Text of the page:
virus: (un)selfishness

Robin Faichney (
Mon, 21 Apr 1997 15:51:00 +0100

Isn't there anyone else on the list who, like me, questions
the meaningfulness of "ultimate motivation"? Where
people say things like "every human action is ultimately
selfish" do they think that is or ever will be testable?

Now, for *practical* purposes, I think it makes sense
to say that some acts are relatively selfish, and
some relatively unselfish. For instance, there's a
difference between giving someone a present that
you know they'll really like, and stealing something
just because *you* want it. Sure, I know, you can
say that in the first case you're really doing it
because you think that later you'll get something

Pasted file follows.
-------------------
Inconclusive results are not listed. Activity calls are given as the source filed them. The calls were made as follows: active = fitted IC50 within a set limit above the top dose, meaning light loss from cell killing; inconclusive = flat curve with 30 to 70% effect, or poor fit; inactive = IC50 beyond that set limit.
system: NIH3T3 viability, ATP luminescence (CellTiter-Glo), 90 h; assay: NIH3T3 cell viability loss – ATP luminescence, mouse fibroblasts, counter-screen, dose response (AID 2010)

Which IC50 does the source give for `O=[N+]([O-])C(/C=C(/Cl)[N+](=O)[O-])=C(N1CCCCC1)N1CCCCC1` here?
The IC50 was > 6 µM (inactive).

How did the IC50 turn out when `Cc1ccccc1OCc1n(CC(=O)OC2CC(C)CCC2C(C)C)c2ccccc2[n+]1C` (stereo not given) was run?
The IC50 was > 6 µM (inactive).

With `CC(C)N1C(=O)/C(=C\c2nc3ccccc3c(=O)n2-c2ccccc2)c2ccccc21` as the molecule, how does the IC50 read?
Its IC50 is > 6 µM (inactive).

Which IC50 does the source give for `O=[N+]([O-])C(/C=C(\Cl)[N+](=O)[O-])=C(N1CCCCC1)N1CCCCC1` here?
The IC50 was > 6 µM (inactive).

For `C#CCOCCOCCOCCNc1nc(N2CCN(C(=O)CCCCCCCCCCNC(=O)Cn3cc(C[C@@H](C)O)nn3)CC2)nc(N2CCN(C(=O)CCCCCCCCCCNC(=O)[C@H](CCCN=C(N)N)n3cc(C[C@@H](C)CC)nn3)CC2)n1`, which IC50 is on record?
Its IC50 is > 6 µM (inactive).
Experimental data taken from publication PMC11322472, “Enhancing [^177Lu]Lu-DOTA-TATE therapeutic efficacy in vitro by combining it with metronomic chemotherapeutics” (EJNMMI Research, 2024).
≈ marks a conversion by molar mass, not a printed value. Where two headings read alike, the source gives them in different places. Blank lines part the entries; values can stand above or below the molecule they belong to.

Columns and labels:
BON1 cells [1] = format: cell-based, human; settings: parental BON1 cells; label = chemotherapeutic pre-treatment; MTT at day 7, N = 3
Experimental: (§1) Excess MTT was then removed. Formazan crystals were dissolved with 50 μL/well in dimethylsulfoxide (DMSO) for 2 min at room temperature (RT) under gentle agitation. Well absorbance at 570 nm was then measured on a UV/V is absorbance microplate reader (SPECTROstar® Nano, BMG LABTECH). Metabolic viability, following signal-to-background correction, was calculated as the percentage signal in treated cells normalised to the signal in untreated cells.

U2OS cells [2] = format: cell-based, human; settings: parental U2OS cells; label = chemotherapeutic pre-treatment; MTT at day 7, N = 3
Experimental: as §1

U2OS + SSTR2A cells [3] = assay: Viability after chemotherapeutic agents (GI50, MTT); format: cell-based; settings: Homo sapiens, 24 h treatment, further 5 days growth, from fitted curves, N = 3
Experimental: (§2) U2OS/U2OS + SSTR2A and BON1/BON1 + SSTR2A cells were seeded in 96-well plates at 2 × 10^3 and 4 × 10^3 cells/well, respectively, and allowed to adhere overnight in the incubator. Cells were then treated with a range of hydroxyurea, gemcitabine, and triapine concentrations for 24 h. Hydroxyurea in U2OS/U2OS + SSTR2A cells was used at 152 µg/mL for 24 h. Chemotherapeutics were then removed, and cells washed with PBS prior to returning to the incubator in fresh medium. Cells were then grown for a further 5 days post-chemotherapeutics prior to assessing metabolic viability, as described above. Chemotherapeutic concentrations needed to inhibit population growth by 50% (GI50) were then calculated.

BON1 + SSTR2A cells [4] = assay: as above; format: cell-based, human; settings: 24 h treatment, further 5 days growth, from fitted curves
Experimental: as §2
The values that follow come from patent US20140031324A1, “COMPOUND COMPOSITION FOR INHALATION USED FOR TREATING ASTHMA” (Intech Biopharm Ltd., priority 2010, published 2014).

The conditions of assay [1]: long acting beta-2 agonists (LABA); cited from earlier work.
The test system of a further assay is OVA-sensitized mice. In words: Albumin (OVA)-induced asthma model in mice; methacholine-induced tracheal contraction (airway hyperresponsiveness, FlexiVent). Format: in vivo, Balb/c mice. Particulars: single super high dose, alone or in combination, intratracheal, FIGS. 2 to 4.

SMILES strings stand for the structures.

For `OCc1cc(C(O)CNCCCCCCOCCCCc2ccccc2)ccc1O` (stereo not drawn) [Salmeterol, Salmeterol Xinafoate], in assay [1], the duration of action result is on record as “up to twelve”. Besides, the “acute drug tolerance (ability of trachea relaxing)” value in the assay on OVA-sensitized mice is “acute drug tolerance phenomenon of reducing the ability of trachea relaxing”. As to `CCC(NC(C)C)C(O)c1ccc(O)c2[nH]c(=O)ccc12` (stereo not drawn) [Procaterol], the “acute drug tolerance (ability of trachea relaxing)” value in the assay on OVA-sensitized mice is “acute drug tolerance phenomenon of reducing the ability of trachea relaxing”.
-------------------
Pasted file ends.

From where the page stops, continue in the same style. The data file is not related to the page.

back from them, or even because you seek the
selfish pleasure of seeing their face light up.
But that level of analysis is neither practical in
terms of helping us with our relationships, not
solid theory.

Now, sometimes we kid others and ourselves
about our motives, and I'm not saying that we
should ignore such concealment. But there's a big
difference between this and the "selfishness" of
wanting to see someone's face light up. The latter
is selfish only on a particular view of human nature,
and I think that view is unhelpful because it conceals
such differences.

Ultimately, for me, nothing is *either* selfish *or*
unselfish, because the self is a fiction. But let's
face the fact that for practical purposes the selfish/
unselfish distinction is useful, and to say that
selfishness is all there is, is of no benefit to anyone.

Robin Faichney